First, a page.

Joba Chamberlain's Switch: Yankee Experiment or Old-School Hardball?

Michael PopeAnalyst IMay 26, 2008

How soon we forget. New York Yankees announcer Michael Kay more than once during Saturday’s game said Joba Chamberlain's transition to the rotation was "an experiment," and "something the Yankees haven't tried before." 

It may not be something the current Yankee coaching staff has attempted, but this is certainly not a new concept.

Until a generation ago it was common to break pitchers in as middle relievers. Chuck Finley did it. So did Jimmy Key. Pedro Martinez did too. Many young pitchers were brought up to get their feet wet in the middle innings.

Granted, it wasn’t as common to make the switch during the season, but it certainly happened often.

Curt Schilling made a Joba type switch in 1992. After 16 relief appearances, his last a 42 pitch effort, Schilling went on to make 26 starts, completing ten.

In fact, the man sitting next to Kay in the broadcast booth, former MLB pitcher David Cone, began his career in the pen. 

“When I broke in,” Cone told Kay, “I broke in as a middle reliever. It’s a great way to break in as a starter because you can monitor them better.”

In 1988, Cone started off spending all of April in middle relief, throwing 66 pitches in his last appearance before being shifted to the rotation.

In his first start on May 3rd of '88, Cone threw 114 pitches in a complete-game shutout. He never made another relief appearance that year.

Cone started 27 games, threw three more shutouts, threw under 100 pitches just four times, and went 18-3 as a starter.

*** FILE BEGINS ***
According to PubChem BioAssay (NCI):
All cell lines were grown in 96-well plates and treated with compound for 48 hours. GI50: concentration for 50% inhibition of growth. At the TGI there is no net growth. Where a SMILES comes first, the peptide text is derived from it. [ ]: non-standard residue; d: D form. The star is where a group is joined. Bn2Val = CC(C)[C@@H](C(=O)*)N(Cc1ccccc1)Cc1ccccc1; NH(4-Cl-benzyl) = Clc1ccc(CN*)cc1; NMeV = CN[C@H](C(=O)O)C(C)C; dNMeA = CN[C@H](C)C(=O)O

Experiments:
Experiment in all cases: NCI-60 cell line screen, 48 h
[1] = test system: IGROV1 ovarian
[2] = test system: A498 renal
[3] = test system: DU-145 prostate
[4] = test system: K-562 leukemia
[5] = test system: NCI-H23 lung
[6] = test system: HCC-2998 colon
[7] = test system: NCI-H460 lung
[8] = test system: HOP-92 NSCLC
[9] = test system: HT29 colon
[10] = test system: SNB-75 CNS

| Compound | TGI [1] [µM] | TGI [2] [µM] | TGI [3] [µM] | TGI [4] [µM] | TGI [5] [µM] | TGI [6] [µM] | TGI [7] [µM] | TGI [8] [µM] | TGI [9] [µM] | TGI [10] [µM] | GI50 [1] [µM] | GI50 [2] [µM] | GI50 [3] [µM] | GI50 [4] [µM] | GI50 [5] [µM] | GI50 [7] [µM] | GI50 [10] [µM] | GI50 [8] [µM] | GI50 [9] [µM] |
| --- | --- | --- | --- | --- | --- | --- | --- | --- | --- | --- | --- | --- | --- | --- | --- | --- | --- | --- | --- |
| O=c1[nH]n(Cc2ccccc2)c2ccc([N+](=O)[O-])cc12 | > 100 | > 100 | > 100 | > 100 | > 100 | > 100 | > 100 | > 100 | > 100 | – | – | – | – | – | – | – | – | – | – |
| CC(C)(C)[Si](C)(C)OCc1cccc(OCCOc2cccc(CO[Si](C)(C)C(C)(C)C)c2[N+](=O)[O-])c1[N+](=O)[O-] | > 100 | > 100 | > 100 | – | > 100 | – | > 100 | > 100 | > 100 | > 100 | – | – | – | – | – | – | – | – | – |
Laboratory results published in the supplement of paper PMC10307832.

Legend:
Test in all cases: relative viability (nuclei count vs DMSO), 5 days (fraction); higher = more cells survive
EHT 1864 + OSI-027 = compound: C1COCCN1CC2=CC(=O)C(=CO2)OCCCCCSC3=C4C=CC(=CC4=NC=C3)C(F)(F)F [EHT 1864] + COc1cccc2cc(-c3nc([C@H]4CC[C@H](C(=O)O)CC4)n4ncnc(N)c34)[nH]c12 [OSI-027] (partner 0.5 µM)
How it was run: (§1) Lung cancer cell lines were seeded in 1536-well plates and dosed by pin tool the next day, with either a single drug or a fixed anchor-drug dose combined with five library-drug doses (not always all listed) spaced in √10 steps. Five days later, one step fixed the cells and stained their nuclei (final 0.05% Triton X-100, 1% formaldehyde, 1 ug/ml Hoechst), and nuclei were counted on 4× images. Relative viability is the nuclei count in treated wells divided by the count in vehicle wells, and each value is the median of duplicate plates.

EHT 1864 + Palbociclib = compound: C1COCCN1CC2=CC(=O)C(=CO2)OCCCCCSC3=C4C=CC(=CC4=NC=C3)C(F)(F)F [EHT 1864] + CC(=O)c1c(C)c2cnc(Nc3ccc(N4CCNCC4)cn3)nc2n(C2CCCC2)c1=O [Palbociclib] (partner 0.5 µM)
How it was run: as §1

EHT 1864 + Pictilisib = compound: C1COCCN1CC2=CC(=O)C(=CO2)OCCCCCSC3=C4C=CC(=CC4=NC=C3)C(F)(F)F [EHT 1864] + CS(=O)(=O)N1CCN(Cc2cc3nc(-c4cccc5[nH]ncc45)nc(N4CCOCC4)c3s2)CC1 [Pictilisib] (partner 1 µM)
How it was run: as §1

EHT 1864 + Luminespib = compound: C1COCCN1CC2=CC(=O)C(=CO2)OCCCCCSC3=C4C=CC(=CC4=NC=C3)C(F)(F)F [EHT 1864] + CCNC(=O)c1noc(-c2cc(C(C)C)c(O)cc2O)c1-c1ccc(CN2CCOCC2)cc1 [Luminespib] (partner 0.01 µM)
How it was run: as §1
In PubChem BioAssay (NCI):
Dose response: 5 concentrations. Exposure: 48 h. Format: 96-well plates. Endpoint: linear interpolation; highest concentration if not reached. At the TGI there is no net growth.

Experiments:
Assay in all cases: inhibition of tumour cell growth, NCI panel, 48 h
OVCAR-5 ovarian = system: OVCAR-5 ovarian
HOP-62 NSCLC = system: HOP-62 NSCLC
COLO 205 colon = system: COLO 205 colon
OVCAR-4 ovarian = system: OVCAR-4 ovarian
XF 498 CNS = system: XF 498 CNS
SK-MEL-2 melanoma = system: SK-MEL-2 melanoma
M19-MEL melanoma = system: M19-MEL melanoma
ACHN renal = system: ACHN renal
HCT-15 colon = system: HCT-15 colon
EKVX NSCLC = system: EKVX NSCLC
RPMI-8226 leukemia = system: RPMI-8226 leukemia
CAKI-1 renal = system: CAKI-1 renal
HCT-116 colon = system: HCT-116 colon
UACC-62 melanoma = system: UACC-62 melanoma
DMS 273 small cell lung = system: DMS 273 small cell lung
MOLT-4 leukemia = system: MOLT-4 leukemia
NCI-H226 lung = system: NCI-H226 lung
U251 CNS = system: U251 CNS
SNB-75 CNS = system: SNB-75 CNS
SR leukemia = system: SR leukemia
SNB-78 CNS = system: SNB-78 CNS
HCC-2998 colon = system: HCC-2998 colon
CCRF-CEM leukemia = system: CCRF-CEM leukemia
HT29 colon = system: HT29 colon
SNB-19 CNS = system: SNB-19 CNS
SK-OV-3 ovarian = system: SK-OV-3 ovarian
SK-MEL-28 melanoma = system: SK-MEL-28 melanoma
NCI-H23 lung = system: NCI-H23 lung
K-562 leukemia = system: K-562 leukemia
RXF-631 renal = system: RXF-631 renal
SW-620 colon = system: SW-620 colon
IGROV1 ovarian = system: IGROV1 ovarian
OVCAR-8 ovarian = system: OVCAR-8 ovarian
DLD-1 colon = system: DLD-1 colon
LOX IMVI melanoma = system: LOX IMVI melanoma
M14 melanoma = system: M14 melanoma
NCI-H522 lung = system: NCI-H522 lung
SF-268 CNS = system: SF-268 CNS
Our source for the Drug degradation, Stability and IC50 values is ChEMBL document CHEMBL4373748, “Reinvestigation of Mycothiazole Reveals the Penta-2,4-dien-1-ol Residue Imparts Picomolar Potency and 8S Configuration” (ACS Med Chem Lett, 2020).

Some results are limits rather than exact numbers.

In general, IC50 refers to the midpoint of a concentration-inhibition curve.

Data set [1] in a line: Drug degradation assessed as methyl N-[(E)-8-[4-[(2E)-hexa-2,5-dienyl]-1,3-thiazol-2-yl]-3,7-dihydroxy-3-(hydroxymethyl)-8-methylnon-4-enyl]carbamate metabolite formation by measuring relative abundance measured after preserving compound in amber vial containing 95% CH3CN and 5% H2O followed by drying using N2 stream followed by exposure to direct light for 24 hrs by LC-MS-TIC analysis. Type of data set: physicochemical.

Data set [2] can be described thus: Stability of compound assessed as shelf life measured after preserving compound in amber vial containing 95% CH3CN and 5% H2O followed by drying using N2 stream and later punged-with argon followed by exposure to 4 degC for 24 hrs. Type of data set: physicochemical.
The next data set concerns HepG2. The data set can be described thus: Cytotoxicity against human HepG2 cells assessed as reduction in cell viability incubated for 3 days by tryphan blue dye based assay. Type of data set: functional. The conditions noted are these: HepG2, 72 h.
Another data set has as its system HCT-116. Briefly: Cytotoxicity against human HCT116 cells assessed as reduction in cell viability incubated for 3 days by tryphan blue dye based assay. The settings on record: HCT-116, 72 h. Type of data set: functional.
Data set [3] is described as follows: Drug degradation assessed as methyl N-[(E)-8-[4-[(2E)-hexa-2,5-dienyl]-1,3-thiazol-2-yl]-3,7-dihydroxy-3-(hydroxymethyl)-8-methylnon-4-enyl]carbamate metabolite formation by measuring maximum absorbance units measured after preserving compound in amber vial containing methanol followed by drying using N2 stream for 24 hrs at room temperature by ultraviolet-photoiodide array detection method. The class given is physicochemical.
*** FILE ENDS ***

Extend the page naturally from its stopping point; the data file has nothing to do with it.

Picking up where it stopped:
During his career, he was the guy World Series-caliber teams wanted starting for them.

Although Joe Girardi never caught Cone as a reliever, he has been around this type of switch before.

In 1992 Girardi was the starting catcher when Jim Bulllinger was called up to the Chicago Cubs at the end of May. He remained there for 30 appearances until being summoned to the rotation in mid-August, and made nine starts the rest of the way.

The next year, Girardi was the catcher when Willie Blair started the year as a reliever, making 20 appearances. In the tune-up for his first start, Blair needed just six pitches to complete one inning. Four days later, he threw 127 pitches over nine innings of one run ball. He started 17 more games.

Many are of the opinion that Joba should stay in the bullpen. They believe success lies in moving from starter to reliever but not the other direction.

History tells a different story.

However you slice it, starting pitchers are more valuable than relievers, even in this age of specialized bullpen roles. Starters can make more of an impact as they can potentially shut down the opposition for an entire game.

Joba wants to start. The Yankees want him to start. He spent all of his baseball career as a starter except last year. Joba is a starter who broke in as a reliever and now is the time for him to get his shot at the Yankee rotation.

Don't forget, as Cone put it, "If it doesn't work out you can always move him back."